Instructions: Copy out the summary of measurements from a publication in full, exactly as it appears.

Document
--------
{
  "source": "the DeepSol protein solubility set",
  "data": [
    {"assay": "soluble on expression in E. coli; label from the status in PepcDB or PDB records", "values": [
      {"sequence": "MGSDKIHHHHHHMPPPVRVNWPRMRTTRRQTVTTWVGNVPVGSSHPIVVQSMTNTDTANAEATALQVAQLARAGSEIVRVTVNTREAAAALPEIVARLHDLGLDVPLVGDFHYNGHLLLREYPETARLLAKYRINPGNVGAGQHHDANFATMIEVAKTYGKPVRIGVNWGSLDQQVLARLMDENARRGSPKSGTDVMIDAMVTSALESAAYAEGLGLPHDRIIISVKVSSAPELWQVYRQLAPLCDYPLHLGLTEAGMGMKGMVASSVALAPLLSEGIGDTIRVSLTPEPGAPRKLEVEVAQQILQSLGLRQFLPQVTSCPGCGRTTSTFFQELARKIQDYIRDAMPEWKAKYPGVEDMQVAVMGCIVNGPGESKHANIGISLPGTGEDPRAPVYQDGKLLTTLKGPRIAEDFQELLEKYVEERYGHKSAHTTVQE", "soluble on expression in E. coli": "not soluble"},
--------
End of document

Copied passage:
{
  "source": "the DeepSol protein solubility set",
  "data": [
    {"assay": "soluble on expression in E. coli; label from the status in PepcDB or PDB records", "values": [
      {"sequence": "MGSDKIHHHHHHMPPPVRVNWPRMRTTRRQTVTTWVGNVPVGSSHPIVVQSMTNTDTANAEATALQVAQLARAGSEIVRVTVNTREAAAALPEIVARLHDLGLDVPLVGDFHYNGHLLLREYPETARLLAKYRINPGNVGAGQHHDANFATMIEVAKTYGKPVRIGVNWGSLDQQVLARLMDENARRGSPKSGTDVMIDAMVTSALESAAYAEGLGLPHDRIIISVKVSSAPELWQVYRQLAPLCDYPLHLGLTEAGMGMKGMVASSVALAPLLSEGIGDTIRVSLTPEPGAPRKLEVEVAQQILQSLGLRQFLPQVTSCPGCGRTTSTFFQELARKIQDYIRDAMPEWKAKYPGVEDMQVAVMGCIVNGPGESKHANIGISLPGTGEDPRAPVYQDGKLLTTLKGPRIAEDFQELLEKYVEERYGHKSAHTTVQE", "soluble on expression in E. coli": "not soluble"},